This shouldn’t been confused with those attempts at jazz revivalism practiced by neo-cons however. No running through of standards with standard voicings, this music can be seen as the spiritual extension of, to coin a phrase, the sort of experimental hard bop that people like Gigi Gyrce, Benny Golson and Oliver Nelson created.

Another difference is the instrumental make up of the band. Tony Scott was probably the only (hard) bop clarinetist, but Ward, a long time associate of drummer Noble, welcomes POMO influences, having played with musicians as different as Bailey, Eugene Chadbourne and Morris. Trombonist Brand, one of the most impressive brass soloists of her generation, is part of the Lunge group with Phil Durrant on violin and electronics, Pat Thomas on keyboards and electronics plus percussionist Mark Sanders, another Fell associate. Maguire, another mate of Noble’s, studied with John Cage as well as jazz pianists, and now performs in jazz groups led by saxophonists like the American Michael Moore, the South African Sean Bergin and Briton Elton Dean.

Long-time Fell fans will probably note the prototypical chromatic passing tones in his walking bass lines. That’s because the quarter note rhythm is often needed to showcase the subtle historical jazz references in this almost-continuous piece. Early on, a Brand and Noble exchange come across as if they were a supersonic version of Curtis Fuller and Art Blakey. Much later, with her plunger mute — and perhaps tongue — firmly in place, a quasi-Trad section unrolls, with the trombonist in the Kid Ory role, Ward coming across like Jimmy Noone and Noble smashing out hard two beats like a reincarnated Baby Dodds.

While all this is going on, however, Fell produces metallic-sounding scratches from his bass, a sequel to his earlier nearly inaudible solo — turn the volume knob way up to hear it — where you can hear him bowing and scraping simultaneously. Not only does he explore the bass’s darker regions, but he also tortures the wood to get unexpected tones.

Historical parallelism isn’t all that’s on offer however. Midway through the suite, one track finds Ward dedicating one part of a solo that morphs from sparrow to cricket tones to a fast, clean, almost Benny Goodman-like light sound. Despite that, Noble appears to have decided that the perfect companion to this quasi-Swing is Sunny Murray-style percussion door knocking. Maguire adds steady, forward-moving piano chords, while Fell slides up and down his bass strings.

Other times when Maguire sounds out those familiar left-handed, jazz-chords, it appears that Fell is torn between walking like Paul Chambers or slapping the bass like Pops Foster. Eventually he decides to do both. Later, clarinet key pops are met with flowing arco bass swoops, which — with the pianist suddenly presenting what sound like conventional romantic themes from his keys — could for a short time be mistaken for a chamber recital as the clarinetist joins the piano and bass with his most legit-sounding tone on the disc. That lasts until basso smears from the trombone and differing percussion patterns fragment the piece into improvisation.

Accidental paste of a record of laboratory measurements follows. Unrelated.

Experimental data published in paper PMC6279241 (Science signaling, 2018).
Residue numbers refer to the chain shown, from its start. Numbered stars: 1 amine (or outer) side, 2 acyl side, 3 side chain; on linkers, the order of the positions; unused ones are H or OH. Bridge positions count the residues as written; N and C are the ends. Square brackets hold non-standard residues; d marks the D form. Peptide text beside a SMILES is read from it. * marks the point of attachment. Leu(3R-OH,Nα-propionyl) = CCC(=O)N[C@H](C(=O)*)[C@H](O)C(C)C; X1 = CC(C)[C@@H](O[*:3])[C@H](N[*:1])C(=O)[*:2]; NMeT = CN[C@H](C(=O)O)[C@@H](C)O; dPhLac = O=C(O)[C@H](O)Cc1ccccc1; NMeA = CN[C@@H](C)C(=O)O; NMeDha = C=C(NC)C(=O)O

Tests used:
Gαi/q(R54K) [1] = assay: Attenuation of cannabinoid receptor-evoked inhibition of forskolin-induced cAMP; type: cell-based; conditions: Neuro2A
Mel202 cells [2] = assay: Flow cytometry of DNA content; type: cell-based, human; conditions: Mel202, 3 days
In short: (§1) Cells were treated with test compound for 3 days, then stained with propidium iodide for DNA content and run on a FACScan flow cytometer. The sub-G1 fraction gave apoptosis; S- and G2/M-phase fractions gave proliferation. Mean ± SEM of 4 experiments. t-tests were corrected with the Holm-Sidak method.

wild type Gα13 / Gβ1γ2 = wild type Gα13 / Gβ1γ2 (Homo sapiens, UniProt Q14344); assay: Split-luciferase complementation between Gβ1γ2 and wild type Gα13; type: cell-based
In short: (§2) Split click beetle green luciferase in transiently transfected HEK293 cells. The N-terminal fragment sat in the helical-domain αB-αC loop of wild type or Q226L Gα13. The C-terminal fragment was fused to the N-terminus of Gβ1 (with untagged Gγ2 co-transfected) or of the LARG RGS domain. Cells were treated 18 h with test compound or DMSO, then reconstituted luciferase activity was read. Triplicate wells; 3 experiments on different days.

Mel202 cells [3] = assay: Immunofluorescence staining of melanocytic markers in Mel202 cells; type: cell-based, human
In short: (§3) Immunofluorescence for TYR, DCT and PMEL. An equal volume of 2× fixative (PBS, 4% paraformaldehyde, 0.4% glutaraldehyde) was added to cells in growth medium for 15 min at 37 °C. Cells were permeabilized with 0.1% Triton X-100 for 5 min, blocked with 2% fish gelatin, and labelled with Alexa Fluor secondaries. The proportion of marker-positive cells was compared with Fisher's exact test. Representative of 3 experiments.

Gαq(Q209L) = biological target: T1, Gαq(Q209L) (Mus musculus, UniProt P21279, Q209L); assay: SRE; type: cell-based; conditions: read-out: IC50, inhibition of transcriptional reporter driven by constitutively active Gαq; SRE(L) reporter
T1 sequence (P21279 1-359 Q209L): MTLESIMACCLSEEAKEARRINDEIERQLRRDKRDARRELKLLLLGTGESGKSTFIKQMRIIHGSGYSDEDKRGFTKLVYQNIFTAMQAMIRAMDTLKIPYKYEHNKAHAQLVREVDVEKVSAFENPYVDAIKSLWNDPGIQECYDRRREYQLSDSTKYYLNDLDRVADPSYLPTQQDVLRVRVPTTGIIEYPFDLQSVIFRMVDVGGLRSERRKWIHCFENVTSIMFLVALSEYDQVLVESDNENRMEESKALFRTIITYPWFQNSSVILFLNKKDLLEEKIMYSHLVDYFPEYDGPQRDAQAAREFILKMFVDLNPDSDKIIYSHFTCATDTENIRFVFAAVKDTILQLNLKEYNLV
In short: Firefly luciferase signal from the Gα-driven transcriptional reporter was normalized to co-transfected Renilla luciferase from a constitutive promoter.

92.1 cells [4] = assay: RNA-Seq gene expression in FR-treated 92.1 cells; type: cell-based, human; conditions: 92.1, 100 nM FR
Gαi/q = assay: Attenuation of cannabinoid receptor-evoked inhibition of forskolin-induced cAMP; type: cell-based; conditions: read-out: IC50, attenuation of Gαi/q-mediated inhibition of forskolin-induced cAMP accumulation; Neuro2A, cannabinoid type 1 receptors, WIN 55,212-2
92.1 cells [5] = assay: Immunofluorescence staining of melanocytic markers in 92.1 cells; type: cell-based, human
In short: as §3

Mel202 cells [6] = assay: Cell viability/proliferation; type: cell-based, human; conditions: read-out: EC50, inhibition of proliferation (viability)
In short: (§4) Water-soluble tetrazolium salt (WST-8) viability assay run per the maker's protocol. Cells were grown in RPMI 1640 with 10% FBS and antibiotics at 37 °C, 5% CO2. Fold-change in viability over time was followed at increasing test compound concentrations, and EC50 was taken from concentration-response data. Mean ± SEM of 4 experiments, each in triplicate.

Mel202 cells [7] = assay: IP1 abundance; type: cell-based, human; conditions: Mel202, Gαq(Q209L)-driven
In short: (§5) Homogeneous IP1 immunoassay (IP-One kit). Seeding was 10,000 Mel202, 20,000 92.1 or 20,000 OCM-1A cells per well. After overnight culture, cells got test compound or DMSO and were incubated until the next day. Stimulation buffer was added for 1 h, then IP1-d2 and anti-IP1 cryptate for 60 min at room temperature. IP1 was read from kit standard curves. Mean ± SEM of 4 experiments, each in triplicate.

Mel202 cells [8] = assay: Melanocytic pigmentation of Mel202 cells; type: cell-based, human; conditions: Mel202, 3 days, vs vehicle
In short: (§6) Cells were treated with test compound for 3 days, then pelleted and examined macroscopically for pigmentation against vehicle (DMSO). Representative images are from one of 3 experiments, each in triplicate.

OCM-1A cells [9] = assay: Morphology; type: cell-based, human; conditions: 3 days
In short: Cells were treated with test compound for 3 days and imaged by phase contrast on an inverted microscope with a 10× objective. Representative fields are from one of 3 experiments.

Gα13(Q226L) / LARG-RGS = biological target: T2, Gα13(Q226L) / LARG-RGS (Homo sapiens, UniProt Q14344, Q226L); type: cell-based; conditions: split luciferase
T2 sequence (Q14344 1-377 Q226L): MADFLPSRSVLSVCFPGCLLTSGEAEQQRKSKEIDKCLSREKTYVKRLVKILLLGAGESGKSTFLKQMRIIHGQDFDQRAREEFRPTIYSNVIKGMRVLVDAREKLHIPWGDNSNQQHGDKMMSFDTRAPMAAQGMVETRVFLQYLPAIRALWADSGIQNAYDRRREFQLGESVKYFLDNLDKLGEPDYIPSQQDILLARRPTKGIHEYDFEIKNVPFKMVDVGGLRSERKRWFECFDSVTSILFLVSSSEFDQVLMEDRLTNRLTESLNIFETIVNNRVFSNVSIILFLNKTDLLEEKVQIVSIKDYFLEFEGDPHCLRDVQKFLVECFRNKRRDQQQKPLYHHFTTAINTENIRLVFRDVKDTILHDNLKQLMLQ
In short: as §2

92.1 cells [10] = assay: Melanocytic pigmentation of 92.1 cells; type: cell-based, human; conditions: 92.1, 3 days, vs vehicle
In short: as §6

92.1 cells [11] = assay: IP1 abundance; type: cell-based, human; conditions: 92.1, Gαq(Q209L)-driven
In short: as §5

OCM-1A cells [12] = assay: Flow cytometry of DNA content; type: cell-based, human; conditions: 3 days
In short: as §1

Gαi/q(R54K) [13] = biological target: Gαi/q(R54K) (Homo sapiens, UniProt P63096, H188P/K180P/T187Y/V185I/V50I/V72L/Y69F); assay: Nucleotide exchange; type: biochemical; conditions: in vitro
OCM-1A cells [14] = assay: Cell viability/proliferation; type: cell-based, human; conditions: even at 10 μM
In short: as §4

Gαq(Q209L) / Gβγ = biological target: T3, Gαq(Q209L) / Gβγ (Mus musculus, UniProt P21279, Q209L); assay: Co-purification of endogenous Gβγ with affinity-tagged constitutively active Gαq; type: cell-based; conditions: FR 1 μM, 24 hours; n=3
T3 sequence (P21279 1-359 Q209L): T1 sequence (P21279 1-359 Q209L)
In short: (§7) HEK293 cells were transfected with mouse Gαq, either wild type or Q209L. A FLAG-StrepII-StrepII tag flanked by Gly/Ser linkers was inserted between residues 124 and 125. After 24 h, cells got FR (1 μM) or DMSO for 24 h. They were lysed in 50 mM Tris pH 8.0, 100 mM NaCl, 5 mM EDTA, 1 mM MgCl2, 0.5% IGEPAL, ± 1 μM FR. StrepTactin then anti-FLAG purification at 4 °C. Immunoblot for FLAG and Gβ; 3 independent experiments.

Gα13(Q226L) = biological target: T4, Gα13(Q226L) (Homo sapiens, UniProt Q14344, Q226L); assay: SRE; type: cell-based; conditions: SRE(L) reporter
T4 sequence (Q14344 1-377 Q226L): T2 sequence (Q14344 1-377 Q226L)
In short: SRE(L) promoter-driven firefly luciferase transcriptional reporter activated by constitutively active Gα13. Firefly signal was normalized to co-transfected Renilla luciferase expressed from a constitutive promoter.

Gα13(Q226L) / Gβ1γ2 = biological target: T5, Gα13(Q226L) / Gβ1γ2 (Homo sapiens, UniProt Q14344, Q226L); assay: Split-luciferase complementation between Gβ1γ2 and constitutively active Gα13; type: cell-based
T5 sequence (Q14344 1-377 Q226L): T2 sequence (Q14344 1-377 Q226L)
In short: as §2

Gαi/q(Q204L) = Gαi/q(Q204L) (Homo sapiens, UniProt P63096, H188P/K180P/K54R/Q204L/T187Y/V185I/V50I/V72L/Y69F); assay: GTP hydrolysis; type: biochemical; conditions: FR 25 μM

One could go on trying to describe further patterns, as when the low notes of the trombone’s theme move in counterpoint to squeaky clarinet lines, or when two or three instruments combine into small groupings, before breaking off, amoebae-like, into several other links. What’s most impressive is that Fell doesn’t draw attention to this musical legerdemain, but subtly allows things to change organically, so that the next section has begun almost before you remark upon the change.

All in all, it would seem obvious that Fell has solved the puzzle of how to successfully write an extended work for a classic jazz combo with THIRTEEN and produced remarkable sounds with that group. Plus when it comes to the so-called traditional free improv trio, AXIS shows that he doesn’t do that too badly either.

— Ken Waxman

Track Listing: Axis: 1. Axis Of Cavity 2. Arm of the Sea 3. Groove for Deep Branch

4. Surface for Talice 5. The Temporal Bones 6. Birdie 7. The Scapula Angles 8. Spinous Prowess 9. Bow, Stick and Reed

Personnel: Axis: Simon Rose (alto saxophone); Simon H. Fell (bass); Steve Noble (drums)

Track Listing: Thirteen: 1. Start Frame + Soft Hard (Interpolation 1) 2. Rectangle 1 3. Rectangle 2 4. Rectangle 3 5. Rectangles 4 & 5 6. Rectangle 6 7. Rectangle 7 8. Soft Hard (Interpolation 2) 9. Rectangle 8 10. Rectangle 9 11. Rectangle 10 12. Rectangles 11 & 12 13. Rectangle 13. Soft Hard (Interpolation 3) + End Frame

Personnel: Thirteen: Gail Brand (trombone); Alex Ward (clarinet); Alex Maguire (piano); Simon H. Fell (bass); Steve Noble (drums)